“I accepted this endorsement under the notion that [ThePlug] Team wanted to show their support of our campaigns and use their platform to increase student engagement,” she said.

Ava-Pointon contacted ThePlug to ask if Kalith Nanayakkara was involved in the endorsement, and ThePlug said he was not — but she was concerned that was not noted in the endorsements post.

“... It’s not mentioned in the actual endorsement post itself if he was involved or not,” Ava-Pointon said. “The assumption would be that he is, because he is the president of the organization. And if they’re not making that clear, it looks like an endorsement from him, and that’s not acceptable in code.”

Shoaib said in a message that he initially accepted the endorsement because of ThePlug’s role in engaging students during the election.

“To my knowledge, the endorsements were decided through a majority team vote based on candidates that had reached out to the organization. Those with a conflict of interest recused themselves from the process which is what I was told,” he said. Shoaib worked at ThePlug until earlier this year.

Benson said she accepted the endorsement as it had been “reviewed and approved” by the electoral committee. Ava-Pointon said she doesn’t have to approve the endorsements candidates get — candidates only have to notify her of them. Ava-Pointon did say that initially, she didn’t have any concerns.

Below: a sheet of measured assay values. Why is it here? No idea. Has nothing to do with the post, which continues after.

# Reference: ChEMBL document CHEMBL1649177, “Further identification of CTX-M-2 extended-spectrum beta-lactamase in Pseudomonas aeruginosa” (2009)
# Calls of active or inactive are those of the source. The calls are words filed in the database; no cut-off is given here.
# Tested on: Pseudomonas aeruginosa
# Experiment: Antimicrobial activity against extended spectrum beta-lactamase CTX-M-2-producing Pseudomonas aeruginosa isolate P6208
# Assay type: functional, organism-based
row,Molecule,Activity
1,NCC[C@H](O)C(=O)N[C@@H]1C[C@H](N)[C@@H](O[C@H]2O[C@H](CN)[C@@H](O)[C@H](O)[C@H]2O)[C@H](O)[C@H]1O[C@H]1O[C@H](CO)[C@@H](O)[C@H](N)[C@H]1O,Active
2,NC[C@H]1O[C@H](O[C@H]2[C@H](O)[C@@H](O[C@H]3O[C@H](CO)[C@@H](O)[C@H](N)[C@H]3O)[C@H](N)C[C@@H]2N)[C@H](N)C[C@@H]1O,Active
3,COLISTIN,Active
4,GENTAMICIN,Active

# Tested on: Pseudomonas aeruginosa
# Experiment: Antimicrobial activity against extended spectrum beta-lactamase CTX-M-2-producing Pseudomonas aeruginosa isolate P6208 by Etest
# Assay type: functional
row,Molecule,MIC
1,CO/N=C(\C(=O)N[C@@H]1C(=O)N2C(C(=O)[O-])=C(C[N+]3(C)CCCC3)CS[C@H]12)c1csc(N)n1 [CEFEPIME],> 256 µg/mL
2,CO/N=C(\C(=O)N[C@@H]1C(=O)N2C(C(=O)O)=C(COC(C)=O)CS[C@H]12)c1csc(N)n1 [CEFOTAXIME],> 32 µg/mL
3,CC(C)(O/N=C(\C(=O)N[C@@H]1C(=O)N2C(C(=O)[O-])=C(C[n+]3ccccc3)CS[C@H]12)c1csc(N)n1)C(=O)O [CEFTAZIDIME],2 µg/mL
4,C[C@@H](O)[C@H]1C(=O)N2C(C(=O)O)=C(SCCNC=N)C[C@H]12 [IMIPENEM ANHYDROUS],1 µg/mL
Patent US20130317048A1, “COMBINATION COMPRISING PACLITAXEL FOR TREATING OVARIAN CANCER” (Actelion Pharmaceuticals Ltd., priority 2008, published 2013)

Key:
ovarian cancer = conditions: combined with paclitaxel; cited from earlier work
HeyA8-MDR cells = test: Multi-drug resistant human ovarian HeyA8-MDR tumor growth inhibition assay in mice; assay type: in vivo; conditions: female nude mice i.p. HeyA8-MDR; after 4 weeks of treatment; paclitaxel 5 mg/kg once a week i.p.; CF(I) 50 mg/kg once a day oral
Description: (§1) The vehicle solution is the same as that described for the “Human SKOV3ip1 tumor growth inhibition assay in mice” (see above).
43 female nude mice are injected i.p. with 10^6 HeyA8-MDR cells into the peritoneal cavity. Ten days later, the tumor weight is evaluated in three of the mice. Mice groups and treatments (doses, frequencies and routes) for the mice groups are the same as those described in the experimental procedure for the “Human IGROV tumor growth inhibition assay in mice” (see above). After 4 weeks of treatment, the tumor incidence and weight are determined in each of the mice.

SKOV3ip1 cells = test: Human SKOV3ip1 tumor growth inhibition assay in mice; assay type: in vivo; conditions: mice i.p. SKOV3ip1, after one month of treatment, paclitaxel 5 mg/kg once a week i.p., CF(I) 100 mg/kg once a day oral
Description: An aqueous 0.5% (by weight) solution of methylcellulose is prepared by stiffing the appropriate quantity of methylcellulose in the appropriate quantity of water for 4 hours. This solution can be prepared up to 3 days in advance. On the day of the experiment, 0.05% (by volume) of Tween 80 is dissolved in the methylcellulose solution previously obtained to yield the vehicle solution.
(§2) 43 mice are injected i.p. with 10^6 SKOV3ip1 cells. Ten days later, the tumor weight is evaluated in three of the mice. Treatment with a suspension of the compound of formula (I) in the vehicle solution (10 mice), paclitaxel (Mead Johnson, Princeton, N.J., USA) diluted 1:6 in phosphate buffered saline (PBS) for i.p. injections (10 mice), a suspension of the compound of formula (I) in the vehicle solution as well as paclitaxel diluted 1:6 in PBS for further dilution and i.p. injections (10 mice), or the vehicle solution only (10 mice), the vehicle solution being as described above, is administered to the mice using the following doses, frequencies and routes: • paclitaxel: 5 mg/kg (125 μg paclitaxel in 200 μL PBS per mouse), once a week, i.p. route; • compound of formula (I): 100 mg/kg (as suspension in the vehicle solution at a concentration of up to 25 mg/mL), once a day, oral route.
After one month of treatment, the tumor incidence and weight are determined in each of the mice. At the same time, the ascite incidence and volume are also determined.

“While I hope that the endorsement process was fair, I understand why this could raise some concerns and have no issue rejecting the endorsement,” Benson said, adding that she is working on a statement to reject the endorsement.

Benson also worked at ThePlug for a few months until mid-February.

Cantiller agreed that the situation is a grey area.

“While I thank ThePlugUBC for engaging with student voters in this election, I however, accept AMS Elections’ ruling, and I have publicly rejected ThePlugUBC’s endorsement on my website,” he said in an emailed statement.

Asked whether candidates who accepted the endorsement would be penalized, Ava-Pointon said code is “blurry” in cases like this. She said that in her time working on AMS elections, a case like this was unprecedented.

“Because ThePlug has been in the news a lot, I think this makes it particularly important to deal with right away,” she said.

The elections committee will meet later today to discuss any further action.

“We have to take into account that I didn’t initially bring up any objections at the time but at the same time, they knew that Kalith was the president even though I was not on the up-and-up about that,” Ava-Pointon said.

This article has been updated to note that Shoaib has since rejected the endorsement on his website. This article was further updated to include ThePlug’s retraction of its statement of support for candidates.

The headline was updated to clarify that the five candidates only initially accepted the endorsement. This article was updated to note that Benson worked at ThePlug until February.